PLA 2010: The Importance of Local History Collections

Yesterday afternoon, a small sea of mostly library administrators turned up for an intriguing (if somewhat unfocused) panel on building and sustaining local library history collections, what opening presenter Kris Rzepczynski of the Library of Michigan called "a powerful promotional tool." I’m no history or genealogical buff, but I was taken with the nonbook-centered projects to showcase treasure troves of holdings that can so easily go unnoticed.

At Rzepczynski’s fine state institution, for instance, amateur and professional researchers alike can dig into the free and fully searchable Seeking Michigan database, including nearly one million death records from 1897 to 1920, plus Civil War service records. Tim Gleisner of the Grand Rapids (MI) Public Library, meanwhile, introduced me to the ingenious concept of "genealogy lock-ins," uninterrupted blocks of access to valuable online resources, aka a nerd’s night out in research heaven.

Closing presenter Sara Wedell, head of adult services at the Chelsea District Library (MI), winner of LJ‘s Best Small Library of the Year Award in 2008, shared what I found the most inventive nondigital methods, which are often prohibitively expensive for even the most well-endowed libraries. Chelsea’s granted-funded Community History Project will conduct video interviews with local World War II veterans before their stories get lost. And then there’s the Historic Chelsea Interest Group, gatherings of local historians and other community members to share ideas and physical treasures.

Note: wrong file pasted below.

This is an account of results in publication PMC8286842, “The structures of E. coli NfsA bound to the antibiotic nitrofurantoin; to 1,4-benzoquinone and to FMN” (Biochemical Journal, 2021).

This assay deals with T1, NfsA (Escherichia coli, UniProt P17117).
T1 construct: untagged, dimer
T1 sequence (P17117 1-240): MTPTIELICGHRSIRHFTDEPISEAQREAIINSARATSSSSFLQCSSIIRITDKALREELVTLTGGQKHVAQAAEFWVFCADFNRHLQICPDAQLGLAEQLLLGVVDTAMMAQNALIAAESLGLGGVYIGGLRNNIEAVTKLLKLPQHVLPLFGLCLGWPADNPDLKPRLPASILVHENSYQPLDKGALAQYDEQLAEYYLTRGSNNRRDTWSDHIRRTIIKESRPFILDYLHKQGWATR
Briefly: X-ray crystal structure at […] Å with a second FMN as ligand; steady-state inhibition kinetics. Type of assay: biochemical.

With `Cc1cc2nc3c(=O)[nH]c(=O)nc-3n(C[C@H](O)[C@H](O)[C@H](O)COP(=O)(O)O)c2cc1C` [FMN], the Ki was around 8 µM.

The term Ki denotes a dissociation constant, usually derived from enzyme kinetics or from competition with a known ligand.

More later!

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Heather McCormack About Heather McCormack

Heather McCormack (, HuisceBeatha on Twitter) is Editor, Book Review for Library Journal.


  1. rjfmgy says:

    Perhaps it’s just me, but this post implies a couple of things that I find dismaying. First, the author says she’s not a history buff, and therefore seems to consider it important only as a loss leader for libraries. I don’t crochet rugs, but I’m not dismissive of it. Second, I suppose some genealogists would fall into the category of nerds (just like librarians!), but many of the genealogists and local historians I’ve encountered are remarkably expert and excellent sources for exactly the kind of arcane information that we’re expected to know. Moreover, I know more than one academic who has beginning graduate students exercise their research skills by looking into people whose names are randomly chosen from directories. This exercise would be extremely difficult, perhaps impossible, without genealogical resources.
    And finally, while I am all for oral history projects and local history seminars, the best nondigital method libraries offer for serving the public will always be just plain old books.